Iran made very public overtures to both Jordan and Egypt this week in what can
be seen as its ongoing attempts to extend its influence in the
Tehran’s ambassador to Jordan, Dr. Mostafa Mosleh- Zadeh, said
late on Wednesday that Tehran is ready to supply Jordan with free oil and energy
for the next 30 years, in return for goods the Islamic Republic
Mosleh-Zadeh said that Tehran is seeking to increase “diplomatic
and commercial relations” with Jordan, in comments made on the Fi al- Samim
program aired by Jordan’s Josat TV, according to Jordanian news outlet Petra
The Iranian ambassador’s comments come weeks after a decision by
the Jordanian government to cut fuel subsidies sparked mass and sometimes
violent popular protests, including calls for the overthrow of King Abdullah
Jordan’s economic situation has been exacerbated by the loss of
financial support from oil-rich Gulf states, particularly Saudi Arabia, Iran’s
Last year, Saudi Arabia gave Jordan a last-minute $1.4
billion cash handout to keep Jordan afloat, but it withheld aid this year,
officials have said.
As well as offering Jordan a way out of its crisis
and a way of bypassing Saudi aid, the Iranian ambassador also appealed to
domestic fears about Syria and the Palestinians, and said Amman and Tehran were
united by a common enemy – Israel.
Referring to but not naming Israel,
Mosleh-Zadeh said Jordan and Iran faced a shared foe who “was and still is
trying to divide the Muslims in order to dominate and control the
Playing on local fears, Mosleh-Zadeh raised the issue of the
“Alternative Homeland,” a much-debated conspiracy theory that postulates a
US-backed Israeli plot to create a Palestinian state in Jordan, around 70
percent of whose population are Palestinian refugees.
“I think that the
‘Alternative Homeland’ is the largest project of the 20th and 21st century, and
America does not have a solution to the Palestinian crisis, the biggest crisis
of the past 60 years, except for the “Alternative Homeland,” which establishes a
Palestinian state but outside of Palestine and has Israel ruling over the whole
of Palestine,” Mosleh- Zadeh was quoted as saying.
that the crisis in Iran’s regional ally Syria is “an introduction to this
The plot intended for “the government in Syria to fall first,
then the country will be divided up into small Alawite, Druse, Sunni and
Christian states, which will change the map of the Middle East,” he
More Syrian refugees would then “flood into Jordan seeking
statehood,” Mosleh-Zadeh cautioned.
Jordan has experienced a large influx
of refugees from Syria, which has prompted fears that anti-Assad rebels would
recruit jihadists in Jordan, which could lead to a backlash by forces loyal to
President Bashar Assad.
Iran has supported Assad’s fight against rebel
forces. In a recent report, Lebanon’s As-Safir cited Iranian sources as saying
that Syria is “a vital part of the resistance and opposition
Also on Thursday, Iran expressed interest in increased ties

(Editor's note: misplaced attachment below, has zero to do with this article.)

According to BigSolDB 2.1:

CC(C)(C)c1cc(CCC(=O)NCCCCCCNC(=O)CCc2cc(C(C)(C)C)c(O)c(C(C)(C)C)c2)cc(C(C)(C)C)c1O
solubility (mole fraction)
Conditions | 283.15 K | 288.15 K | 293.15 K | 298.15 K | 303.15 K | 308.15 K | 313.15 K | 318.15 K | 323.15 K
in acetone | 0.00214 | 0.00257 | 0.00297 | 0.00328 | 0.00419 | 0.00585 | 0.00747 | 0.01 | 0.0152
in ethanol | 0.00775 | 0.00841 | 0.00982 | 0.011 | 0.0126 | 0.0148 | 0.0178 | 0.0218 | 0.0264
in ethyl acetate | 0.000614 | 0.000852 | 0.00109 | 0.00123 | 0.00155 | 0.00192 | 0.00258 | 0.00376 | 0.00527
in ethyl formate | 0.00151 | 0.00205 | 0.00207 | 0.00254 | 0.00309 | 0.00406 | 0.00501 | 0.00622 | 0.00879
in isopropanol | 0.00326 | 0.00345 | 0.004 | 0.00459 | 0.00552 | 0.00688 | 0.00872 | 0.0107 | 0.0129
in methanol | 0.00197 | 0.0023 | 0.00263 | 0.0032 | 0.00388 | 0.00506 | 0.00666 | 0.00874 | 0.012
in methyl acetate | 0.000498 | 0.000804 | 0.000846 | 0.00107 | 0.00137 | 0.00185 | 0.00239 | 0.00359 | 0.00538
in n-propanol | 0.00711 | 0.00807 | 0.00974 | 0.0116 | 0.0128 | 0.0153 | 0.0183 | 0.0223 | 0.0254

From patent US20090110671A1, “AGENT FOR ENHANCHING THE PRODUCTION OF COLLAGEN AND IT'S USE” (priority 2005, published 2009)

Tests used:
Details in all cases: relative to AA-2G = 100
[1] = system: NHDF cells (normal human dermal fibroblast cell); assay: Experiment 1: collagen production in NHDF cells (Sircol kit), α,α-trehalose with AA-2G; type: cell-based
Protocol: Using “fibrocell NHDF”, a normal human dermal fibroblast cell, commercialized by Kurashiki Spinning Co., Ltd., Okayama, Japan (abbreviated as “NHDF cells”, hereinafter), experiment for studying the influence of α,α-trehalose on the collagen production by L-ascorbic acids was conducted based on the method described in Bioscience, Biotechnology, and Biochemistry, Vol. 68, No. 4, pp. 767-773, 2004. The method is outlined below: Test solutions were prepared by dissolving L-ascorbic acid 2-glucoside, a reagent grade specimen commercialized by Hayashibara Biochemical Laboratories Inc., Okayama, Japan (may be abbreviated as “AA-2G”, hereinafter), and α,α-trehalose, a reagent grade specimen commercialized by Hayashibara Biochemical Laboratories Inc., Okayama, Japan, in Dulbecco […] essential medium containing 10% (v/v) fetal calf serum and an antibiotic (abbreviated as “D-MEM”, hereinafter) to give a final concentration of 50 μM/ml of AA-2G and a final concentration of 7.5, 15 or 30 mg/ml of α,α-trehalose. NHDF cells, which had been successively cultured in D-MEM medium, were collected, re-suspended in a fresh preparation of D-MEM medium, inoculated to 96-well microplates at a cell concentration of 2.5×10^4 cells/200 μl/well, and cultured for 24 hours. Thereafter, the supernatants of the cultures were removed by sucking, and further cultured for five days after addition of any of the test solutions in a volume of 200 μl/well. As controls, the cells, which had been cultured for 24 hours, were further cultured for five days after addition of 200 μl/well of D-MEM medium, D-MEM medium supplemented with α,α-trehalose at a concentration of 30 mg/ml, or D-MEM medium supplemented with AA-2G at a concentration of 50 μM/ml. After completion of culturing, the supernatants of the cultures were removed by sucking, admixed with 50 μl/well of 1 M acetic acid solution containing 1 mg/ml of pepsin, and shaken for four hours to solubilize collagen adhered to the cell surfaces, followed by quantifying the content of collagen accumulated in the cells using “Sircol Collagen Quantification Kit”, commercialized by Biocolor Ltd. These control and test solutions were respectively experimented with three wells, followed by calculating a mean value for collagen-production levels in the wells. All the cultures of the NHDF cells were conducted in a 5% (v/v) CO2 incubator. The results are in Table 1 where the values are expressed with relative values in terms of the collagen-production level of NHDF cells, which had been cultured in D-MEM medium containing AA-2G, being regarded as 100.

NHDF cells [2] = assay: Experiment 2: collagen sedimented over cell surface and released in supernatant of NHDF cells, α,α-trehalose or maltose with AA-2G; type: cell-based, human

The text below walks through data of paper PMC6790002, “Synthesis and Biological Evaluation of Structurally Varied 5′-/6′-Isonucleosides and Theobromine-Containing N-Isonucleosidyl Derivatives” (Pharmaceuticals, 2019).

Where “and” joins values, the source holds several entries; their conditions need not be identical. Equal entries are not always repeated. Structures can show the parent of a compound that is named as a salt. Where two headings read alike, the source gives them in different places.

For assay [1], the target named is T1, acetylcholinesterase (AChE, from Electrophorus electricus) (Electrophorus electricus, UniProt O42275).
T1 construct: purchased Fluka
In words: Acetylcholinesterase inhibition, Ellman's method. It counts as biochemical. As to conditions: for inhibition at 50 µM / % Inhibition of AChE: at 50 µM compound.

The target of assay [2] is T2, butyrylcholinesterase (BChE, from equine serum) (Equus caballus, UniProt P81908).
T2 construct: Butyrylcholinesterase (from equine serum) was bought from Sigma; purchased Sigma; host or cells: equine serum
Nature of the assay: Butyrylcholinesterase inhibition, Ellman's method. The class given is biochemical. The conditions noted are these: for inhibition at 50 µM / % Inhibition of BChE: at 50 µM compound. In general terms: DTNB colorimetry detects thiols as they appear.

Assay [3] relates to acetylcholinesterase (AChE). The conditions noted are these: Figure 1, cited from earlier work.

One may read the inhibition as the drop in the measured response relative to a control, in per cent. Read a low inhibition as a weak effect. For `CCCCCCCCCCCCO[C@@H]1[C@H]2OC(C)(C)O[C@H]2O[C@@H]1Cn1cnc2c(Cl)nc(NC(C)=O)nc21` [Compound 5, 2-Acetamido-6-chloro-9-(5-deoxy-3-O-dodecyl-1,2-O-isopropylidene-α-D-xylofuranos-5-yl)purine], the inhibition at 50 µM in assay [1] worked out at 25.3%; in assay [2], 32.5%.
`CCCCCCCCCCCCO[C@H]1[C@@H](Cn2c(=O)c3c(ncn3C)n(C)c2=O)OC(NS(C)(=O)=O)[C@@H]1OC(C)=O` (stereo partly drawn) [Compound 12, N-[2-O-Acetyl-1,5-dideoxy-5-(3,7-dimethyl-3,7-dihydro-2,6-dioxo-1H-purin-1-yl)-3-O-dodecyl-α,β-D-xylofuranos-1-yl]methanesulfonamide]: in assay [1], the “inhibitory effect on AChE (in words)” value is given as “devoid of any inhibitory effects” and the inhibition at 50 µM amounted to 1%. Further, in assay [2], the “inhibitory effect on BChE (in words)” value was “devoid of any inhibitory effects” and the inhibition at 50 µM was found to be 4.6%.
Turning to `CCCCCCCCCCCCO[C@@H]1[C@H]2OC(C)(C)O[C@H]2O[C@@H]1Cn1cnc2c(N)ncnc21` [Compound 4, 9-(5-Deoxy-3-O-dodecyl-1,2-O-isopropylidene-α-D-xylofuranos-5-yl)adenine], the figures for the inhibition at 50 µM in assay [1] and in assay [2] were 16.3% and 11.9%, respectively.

with Egypt, with whom it has courted stronger relations since the election this
summer of Muslim Brotherhood President Mohamed Morsi.
Again using the
strategy of appealing to a common enemy, the speaker of Iran’s parliament Ali
Larijani said that stronger ties between Iran and Egypt were “in the interest of
Muslims” and would “serve the common goals of all Islamic countries in the face
of its enemies.”
Larijani made his remarks during a meeting with the head
of Egypt’s interests section in Tehran, Khalid Emara, who has been in his role
Iran’s parliamentary speaker also emphasized the
importance of dialog between Iranian and Egyptian religious scholars “in
response to extremist currents in the Muslim world.”
were published in the Arabic-language service of Iran’s Mehr News agency, a
clear sign that this is a message intended for an audience in the Arab
Iran’s attempts to expand its influence in the region – including
in Gaza – have sparked Arab concerns that these “Persian aspirations” are
endangering Arab national security, according to an editorial in As-Safir this
“In addition to their material effect, Iranian military
capabilities reaching Gaza play another role in this time of deep polarization.
They prove that the conflict with Israel can transcend ever-increasing sectarian
barriers and fears, whereby the Shi’ite Islamic Republic of Iran does not
hesitate to offer support to the Sunni Palestinian resistance movements in their
fight with the common enemy,” the newspaper wrote.
This week Iran has
directed considerable efforts both at home and abroad in capitalizing on the
latest crisis in Gaza, not only by publicly announcing it had supplied weapons
technology to Hamas and other Gaza terrorist groups but even claiming that its
missiles were solely and directly responsible for Hamas’s
However, Iran’s control over Hamas has weakened because of the
Syria crisis, after Hamas publicly turned against Assad over his repression of
On Wednesday night, Hamas’s political chief Khaled Mashaal
appeared to downplay Hamas’s relationship with Iran when he told CNN that while
the Gaza terrorist group still has a relationship with Tehran, it was “affected
by [Hamas’s] disagreement about Syria.
“[Hamas’s relationship with Iran]
is not as it used to be in the past, but there is no severing of – of relations.
But it is different according to the circumstances.
The Syrian crisis
impacted our relationship with the Iranians. But we still have Iran in
relationship in other fields,” he told CNN.
Mashaal also emphasized that
Iran was not the only country from which Hamas obtained support. “Hamas, as a
movement of resistance... for a people living under occupation, we see not just
wait to get support, financial support, military support, political support from
all over the world, from all the states in the world. Everyone giving us
support, whether it’s from Iran or Europe,” the Hamas political leader said.
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